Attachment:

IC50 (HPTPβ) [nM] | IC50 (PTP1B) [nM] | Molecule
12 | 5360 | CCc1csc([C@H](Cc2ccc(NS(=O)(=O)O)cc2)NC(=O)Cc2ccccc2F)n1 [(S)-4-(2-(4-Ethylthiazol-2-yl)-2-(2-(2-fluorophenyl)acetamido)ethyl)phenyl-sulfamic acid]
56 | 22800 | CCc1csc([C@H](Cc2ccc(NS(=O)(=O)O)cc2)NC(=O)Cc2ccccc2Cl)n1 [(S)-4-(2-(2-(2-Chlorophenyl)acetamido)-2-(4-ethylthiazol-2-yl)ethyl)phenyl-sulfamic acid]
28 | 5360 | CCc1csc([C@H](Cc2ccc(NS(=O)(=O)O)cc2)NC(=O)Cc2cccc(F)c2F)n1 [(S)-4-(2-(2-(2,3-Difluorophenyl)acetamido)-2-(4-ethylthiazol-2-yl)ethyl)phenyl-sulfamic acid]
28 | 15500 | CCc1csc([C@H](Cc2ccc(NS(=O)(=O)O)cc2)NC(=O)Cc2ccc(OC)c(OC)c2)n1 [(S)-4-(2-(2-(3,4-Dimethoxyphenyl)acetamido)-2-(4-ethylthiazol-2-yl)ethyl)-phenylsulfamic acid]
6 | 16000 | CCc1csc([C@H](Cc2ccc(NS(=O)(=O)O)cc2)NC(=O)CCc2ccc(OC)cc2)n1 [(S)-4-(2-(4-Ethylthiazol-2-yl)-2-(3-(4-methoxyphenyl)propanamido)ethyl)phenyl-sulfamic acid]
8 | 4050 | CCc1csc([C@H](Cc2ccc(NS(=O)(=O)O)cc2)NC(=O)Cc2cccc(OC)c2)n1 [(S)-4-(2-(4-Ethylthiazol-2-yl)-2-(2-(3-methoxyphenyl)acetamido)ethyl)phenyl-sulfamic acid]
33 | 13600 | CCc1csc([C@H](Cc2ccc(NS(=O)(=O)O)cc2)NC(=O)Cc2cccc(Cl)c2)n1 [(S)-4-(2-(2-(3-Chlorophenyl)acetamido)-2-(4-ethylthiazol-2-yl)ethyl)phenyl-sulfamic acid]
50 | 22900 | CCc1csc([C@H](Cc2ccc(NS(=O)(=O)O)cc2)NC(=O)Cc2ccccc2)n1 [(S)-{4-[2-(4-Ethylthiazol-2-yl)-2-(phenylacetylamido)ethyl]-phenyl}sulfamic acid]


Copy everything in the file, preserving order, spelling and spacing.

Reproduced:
IC50 (HPTPβ) [nM] | IC50 (PTP1B) [nM] | Molecule
12 | 5360 | CCc1csc([C@H](Cc2ccc(NS(=O)(=O)O)cc2)NC(=O)Cc2ccccc2F)n1 [(S)-4-(2-(4-Ethylthiazol-2-yl)-2-(2-(2-fluorophenyl)acetamido)ethyl)phenyl-sulfamic acid]
56 | 22800 | CCc1csc([C@H](Cc2ccc(NS(=O)(=O)O)cc2)NC(=O)Cc2ccccc2Cl)n1 [(S)-4-(2-(2-(2-Chlorophenyl)acetamido)-2-(4-ethylthiazol-2-yl)ethyl)phenyl-sulfamic acid]
28 | 5360 | CCc1csc([C@H](Cc2ccc(NS(=O)(=O)O)cc2)NC(=O)Cc2cccc(F)c2F)n1 [(S)-4-(2-(2-(2,3-Difluorophenyl)acetamido)-2-(4-ethylthiazol-2-yl)ethyl)phenyl-sulfamic acid]
28 | 15500 | CCc1csc([C@H](Cc2ccc(NS(=O)(=O)O)cc2)NC(=O)Cc2ccc(OC)c(OC)c2)n1 [(S)-4-(2-(2-(3,4-Dimethoxyphenyl)acetamido)-2-(4-ethylthiazol-2-yl)ethyl)-phenylsulfamic acid]
6 | 16000 | CCc1csc([C@H](Cc2ccc(NS(=O)(=O)O)cc2)NC(=O)CCc2ccc(OC)cc2)n1 [(S)-4-(2-(4-Ethylthiazol-2-yl)-2-(3-(4-methoxyphenyl)propanamido)ethyl)phenyl-sulfamic acid]
8 | 4050 | CCc1csc([C@H](Cc2ccc(NS(=O)(=O)O)cc2)NC(=O)Cc2cccc(OC)c2)n1 [(S)-4-(2-(4-Ethylthiazol-2-yl)-2-(2-(3-methoxyphenyl)acetamido)ethyl)phenyl-sulfamic acid]
33 | 13600 | CCc1csc([C@H](Cc2ccc(NS(=O)(=O)O)cc2)NC(=O)Cc2cccc(Cl)c2)n1 [(S)-4-(2-(2-(3-Chlorophenyl)acetamido)-2-(4-ethylthiazol-2-yl)ethyl)phenyl-sulfamic acid]
50 | 22900 | CCc1csc([C@H](Cc2ccc(NS(=O)(=O)O)cc2)NC(=O)Cc2ccccc2)n1 [(S)-{4-[2-(4-Ethylthiazol-2-yl)-2-(phenylacetylamido)ethyl]-phenyl}sulfamic acid]